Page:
In February, U.S. Federal Judge Orlando Garcia ruled that Texas’ ban on same-sex marriage was unconstitutional, a major step forward for marriage equality in Texas. However, at the time he also issued an immediate stay of his order while the case was being appealed, meaning that couples were unable to start getting married when the injunction was issued.
This week, same-sex couples in Texas took steps to change that. Yesterday, plaintiffs filed a motion with Judge Garcia asking him to lift the stay on his decision. If the motion succeeds, gay couples in the Lone Star State would gain the right to marry immediately.
One major reason Garcia had placed the stay on his ruling was because at the time, the Supreme Court had recently issued a similar stay in Utah, preventing same-sex couples from getting married even after the court had ruled they had the right. The Utah stay has since been lifted.
In addition, several more states have gained marriage equality rights since the February decision. In October, the Supreme Court declined to review marriage equality cases from five states, which effectively legalized gay marriage in those states. Another five states have overturned bans on same-sex marriage, bringing the total number of states where gay marriage is legal to 35.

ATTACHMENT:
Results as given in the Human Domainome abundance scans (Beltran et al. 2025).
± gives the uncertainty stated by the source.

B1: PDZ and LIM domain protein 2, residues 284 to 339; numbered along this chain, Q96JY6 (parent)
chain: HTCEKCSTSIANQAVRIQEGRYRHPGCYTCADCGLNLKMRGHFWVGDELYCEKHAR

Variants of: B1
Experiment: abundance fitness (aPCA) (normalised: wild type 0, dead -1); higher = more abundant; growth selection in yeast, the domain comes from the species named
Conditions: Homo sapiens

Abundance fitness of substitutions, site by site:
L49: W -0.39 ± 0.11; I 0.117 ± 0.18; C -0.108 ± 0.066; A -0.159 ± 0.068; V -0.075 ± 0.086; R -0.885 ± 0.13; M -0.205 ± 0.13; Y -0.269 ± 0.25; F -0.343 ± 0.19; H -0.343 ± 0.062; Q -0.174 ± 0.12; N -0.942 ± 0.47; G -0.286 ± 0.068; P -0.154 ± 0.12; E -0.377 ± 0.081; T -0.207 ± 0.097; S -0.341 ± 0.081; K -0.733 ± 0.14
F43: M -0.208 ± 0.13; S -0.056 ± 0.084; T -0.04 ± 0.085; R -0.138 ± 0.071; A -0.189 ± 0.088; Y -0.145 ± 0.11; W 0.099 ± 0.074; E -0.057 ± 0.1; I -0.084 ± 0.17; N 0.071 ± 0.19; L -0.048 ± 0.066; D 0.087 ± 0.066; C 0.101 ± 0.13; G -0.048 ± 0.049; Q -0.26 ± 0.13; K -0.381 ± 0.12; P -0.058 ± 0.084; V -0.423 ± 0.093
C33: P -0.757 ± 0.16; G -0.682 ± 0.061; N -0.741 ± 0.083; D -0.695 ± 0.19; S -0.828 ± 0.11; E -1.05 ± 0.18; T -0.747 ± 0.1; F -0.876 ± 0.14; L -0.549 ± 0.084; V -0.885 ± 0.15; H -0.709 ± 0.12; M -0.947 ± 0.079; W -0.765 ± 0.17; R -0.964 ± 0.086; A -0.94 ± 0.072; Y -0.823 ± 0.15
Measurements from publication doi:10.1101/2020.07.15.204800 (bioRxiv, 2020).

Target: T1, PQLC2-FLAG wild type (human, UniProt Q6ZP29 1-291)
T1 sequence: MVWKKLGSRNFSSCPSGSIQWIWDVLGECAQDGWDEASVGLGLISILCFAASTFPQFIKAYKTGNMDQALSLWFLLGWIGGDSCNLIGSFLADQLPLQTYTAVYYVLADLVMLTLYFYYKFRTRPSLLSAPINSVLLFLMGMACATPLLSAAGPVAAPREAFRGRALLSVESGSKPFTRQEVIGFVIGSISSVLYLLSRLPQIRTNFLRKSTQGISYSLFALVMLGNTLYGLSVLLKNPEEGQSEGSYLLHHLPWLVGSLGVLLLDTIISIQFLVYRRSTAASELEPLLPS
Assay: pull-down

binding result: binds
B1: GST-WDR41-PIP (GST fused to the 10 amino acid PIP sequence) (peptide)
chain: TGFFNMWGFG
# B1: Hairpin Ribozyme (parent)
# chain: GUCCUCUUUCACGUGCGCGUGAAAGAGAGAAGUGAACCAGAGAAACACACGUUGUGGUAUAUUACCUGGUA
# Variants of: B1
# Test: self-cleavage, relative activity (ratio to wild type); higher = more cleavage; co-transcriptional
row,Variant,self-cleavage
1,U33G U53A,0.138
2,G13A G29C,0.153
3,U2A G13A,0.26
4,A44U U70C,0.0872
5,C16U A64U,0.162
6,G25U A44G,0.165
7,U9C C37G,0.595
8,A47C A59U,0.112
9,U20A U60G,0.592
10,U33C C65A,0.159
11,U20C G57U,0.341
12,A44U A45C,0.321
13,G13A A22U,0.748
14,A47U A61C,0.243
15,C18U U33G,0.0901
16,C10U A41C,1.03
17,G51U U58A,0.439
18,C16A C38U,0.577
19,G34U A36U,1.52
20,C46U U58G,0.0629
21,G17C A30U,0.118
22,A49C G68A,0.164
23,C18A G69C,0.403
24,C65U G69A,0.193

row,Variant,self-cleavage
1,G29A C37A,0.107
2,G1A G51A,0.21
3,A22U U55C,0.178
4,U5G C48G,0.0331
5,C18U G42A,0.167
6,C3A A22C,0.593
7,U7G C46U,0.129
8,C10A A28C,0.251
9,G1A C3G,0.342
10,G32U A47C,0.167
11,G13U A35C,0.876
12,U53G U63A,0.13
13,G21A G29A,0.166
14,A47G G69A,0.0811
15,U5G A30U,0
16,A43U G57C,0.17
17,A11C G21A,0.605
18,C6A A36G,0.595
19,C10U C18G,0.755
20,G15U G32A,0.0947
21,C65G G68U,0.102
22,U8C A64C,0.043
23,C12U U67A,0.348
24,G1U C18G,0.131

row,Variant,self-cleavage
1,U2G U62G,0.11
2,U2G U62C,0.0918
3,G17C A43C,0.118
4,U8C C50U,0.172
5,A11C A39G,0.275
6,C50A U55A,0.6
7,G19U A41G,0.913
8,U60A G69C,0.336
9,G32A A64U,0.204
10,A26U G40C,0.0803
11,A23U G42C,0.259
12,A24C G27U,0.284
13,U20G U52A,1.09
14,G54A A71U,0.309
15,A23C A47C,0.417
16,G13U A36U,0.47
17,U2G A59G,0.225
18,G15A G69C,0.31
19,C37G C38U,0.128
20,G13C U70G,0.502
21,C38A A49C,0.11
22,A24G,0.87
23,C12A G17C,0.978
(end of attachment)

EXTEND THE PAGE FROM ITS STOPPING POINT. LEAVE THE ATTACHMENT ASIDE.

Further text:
Advocates for LGBT Texans want Texas to be added to that list. As Neel Lane, an attorney for the Texas couples challenging the gay marriage ban, told the Houston Chronicle, “Thanks to the Supreme Court, two-thirds of U.S. citizens now have the constitutional right to marry the person they love, regardless of gender. …Our fellow Texans are entitled to enjoy the same right. Not some day in the future, but right now, today.”
State officials like Attorney General Greg Abbott who wish to uphold the ban have about a week to file opposition to the plaintiffs’ petition. The judge has no deadline by which to respond, and the Fifth Circuit Court of Appeals will be hearing Texas’ case in January.
Marriage equality is already making huge strides in Texas. Democrats in the Legislature have filed legislation to repeal the state’s ban on same-sex marriage, and a plurality of Texans support the freedom to marry. Nonetheless, the state’s extreme conservative elected officials are holding out as long as they can on progress, fighting tooth and nail to preserve a discriminatory law.
It remains to be seen how Judge Garcia will respond to the petition, but Texas now has the possibility of a holiday season filled with extra joy as thousands of couples may possibly have the opportunity to marry who they love.